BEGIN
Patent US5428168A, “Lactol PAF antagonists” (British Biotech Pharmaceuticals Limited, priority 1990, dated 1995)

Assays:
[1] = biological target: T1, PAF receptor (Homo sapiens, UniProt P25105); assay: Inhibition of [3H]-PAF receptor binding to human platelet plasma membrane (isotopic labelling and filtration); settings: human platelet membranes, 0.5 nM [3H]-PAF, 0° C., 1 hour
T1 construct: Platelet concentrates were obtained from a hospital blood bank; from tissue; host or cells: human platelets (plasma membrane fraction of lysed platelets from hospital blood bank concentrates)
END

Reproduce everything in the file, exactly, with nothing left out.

Patent US5428168A, “Lactol PAF antagonists” (British Biotech Pharmaceuticals Limited, priority 1990, dated 1995)

Assays:
[1] = biological target: T1, PAF receptor (Homo sapiens, UniProt P25105); assay: Inhibition of [3H]-PAF receptor binding to human platelet plasma membrane (isotopic labelling and filtration); settings: human platelet membranes, 0.5 nM [3H]-PAF, 0° C., 1 hour
T1 construct: Platelet concentrates were obtained from a hospital blood bank; from tissue; host or cells: human platelets (plasma membrane fraction of lysed platelets from hospital blood bank concentrates)